Stand up: The 15 Minute Meeting

Written by lewsauder

December 19, 2011

15 Minute Meeting

The 15 Minute Meeting

Every company and client that I’ve worked for has had what I considered a penchant for meetings.  I’ve seen meetings to prepare for a meeting.  I’ve also seen meeting leaders who take all of the time allotted for the meeting.  If a one-hour meeting finishes in 45 minutes, they figure out some way of extending the meeting to its allotted time.

Necessary evil

Part of the problem with meetings is that they do serve a purpose.    A meeting addiction is more like an addiction to food rather than to a drug.  We can’t eliminate meetings completely.  We just abuse their use by taking them a little too far.

While I’ve always advocated calling meetings only when they’re absolutely necessary, there is also a problem with indispensable meetings taking too long.

Throughout my career, I’ve used Outlook or Lotus Notes email/scheduling applications.  Both of these default to a minimum 30 minutes for a meeting duration.

Stand-up: The 15 minute meeting

But the begin and end times can be modified to whatever duration you want.  As a result, I’ll often schedule meetings for 15 minutes, especially if I only have a few questions requiring limited deep discussion with a small group of people.

The advantages I’ve found with a 15 minute meeting like this include:

  • People are more likely to be on time for a 15 minute meeting.  Being five minutes late for a one-hour meeting is a small percentage of the meeting.  Being that late for a 15 minute meeting means missing 1/3 of the meeting.
  • Because of the limited time and the fact that people will more likely be on time. Shorter meetings are more likely to start on time.
  • People tend to be more engaged in a shorter meeting.  It has a more focused agenda and attendees know that as soon as it starts, they can see a light at the end of the tunnel.  They’re much less likely to let their minds wander.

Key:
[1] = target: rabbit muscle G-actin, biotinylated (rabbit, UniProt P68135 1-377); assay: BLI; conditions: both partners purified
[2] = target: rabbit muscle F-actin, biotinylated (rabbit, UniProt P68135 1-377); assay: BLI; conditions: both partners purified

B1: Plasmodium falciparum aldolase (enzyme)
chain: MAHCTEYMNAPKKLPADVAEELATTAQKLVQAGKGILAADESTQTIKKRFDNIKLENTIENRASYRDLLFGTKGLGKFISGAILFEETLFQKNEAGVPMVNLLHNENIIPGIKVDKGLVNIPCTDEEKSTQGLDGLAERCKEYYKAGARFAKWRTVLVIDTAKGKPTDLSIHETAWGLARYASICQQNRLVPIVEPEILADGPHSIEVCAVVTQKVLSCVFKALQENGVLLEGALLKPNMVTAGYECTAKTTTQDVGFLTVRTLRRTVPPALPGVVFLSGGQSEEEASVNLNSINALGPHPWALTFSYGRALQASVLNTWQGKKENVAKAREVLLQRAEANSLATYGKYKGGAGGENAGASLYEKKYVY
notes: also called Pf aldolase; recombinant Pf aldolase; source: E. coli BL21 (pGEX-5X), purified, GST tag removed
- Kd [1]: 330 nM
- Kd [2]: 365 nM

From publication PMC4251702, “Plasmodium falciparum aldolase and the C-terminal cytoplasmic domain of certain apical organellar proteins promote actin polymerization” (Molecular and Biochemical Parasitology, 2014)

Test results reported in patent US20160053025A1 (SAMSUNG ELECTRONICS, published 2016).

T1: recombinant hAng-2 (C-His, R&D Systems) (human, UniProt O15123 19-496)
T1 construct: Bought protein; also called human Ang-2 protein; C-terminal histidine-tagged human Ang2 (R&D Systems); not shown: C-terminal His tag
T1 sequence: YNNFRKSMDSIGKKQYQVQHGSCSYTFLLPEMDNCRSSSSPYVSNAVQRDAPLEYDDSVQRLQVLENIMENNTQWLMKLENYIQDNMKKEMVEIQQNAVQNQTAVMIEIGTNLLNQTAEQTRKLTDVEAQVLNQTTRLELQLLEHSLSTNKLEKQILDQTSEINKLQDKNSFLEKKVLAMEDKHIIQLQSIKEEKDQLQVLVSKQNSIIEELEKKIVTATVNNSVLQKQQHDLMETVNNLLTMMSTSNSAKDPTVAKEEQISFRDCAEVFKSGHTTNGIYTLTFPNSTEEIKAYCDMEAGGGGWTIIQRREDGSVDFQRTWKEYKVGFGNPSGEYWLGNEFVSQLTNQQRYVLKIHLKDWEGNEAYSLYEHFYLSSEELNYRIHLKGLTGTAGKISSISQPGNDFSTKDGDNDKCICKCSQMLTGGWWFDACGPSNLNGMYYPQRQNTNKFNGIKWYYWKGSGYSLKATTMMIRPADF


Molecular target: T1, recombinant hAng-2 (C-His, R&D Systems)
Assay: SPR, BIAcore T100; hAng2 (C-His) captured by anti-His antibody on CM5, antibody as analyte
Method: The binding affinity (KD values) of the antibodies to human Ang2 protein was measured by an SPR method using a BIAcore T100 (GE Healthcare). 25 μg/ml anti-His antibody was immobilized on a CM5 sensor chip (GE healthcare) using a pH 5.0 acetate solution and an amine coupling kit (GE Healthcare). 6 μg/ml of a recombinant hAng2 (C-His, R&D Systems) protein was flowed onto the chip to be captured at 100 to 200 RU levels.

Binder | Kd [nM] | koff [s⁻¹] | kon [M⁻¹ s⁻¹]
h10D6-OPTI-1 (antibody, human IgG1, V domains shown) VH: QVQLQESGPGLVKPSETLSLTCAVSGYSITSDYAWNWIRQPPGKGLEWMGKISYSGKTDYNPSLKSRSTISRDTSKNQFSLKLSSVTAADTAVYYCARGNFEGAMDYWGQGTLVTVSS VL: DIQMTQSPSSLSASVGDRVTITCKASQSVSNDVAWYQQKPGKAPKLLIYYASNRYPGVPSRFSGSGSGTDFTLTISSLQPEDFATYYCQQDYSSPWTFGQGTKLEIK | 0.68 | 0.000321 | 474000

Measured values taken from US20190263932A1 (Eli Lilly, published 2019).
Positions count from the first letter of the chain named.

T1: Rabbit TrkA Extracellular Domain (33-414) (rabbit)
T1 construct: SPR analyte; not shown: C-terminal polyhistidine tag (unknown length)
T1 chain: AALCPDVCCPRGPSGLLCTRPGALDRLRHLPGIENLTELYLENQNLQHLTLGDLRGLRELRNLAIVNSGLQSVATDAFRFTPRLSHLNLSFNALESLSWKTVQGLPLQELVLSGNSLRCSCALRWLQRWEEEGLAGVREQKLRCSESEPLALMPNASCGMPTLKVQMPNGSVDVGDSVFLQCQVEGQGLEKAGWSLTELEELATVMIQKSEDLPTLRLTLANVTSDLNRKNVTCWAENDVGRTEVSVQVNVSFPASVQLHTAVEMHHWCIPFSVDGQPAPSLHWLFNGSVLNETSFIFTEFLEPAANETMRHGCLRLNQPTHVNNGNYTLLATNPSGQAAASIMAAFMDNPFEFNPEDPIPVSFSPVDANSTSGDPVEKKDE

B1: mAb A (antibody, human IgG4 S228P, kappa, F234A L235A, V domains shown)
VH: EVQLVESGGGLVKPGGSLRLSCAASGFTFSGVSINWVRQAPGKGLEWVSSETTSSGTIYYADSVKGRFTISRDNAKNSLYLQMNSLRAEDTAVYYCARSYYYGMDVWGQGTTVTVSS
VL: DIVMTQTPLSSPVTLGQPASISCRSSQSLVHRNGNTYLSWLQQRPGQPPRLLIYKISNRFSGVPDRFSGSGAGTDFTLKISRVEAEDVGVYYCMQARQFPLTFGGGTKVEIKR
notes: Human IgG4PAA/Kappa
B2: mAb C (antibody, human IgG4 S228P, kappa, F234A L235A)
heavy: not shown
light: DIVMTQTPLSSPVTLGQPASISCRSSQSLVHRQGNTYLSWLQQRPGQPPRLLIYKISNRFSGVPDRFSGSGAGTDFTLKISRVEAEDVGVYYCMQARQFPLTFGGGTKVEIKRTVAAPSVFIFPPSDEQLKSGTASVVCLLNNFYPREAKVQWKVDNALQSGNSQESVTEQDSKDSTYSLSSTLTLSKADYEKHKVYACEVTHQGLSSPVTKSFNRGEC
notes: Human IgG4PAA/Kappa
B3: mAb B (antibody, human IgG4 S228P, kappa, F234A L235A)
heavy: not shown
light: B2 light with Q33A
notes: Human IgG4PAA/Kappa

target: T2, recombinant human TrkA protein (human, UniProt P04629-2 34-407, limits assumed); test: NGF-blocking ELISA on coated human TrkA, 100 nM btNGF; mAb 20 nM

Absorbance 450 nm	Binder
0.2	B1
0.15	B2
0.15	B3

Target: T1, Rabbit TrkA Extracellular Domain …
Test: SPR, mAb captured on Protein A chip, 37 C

A 15 minute meeting is not appropriate in every instance.  Some meetings require a half hour or more depending on its content and purpose.

The main point is, when you schedule a meeting – and you have verified that it is actually necessary, stop and think about how long the meeting needs to be and try to limit it to a suitable length of time.

Additionally, as you get invited to meetings, question your need to attend each one.  If your direct input is not needed, ask yourself:

  •  Can I just review the meeting notes?
  •  Can someone else in the meeting provide an update?
  •  Do I even need an update from this meeting?

People have a tendency to attend every meeting to which they are invited.  This wastes time and creates too many attendees at meetings, which causes them to last longer than necessary.

See my related post: Change Management: A Parable on Agile

While meetings are a necessary evil, there are steps we can take to make them more necessary and less evil.

If you would like to learn more about working in consulting, get Lew’s book Consulting 101: 101 Tips for Success in Consulting at Amazon.com

As always, I welcome your comments and criticisms.

Lew’s Books at Amazon:

Project Management 101
Consulting 101
The Reluctant Mentor

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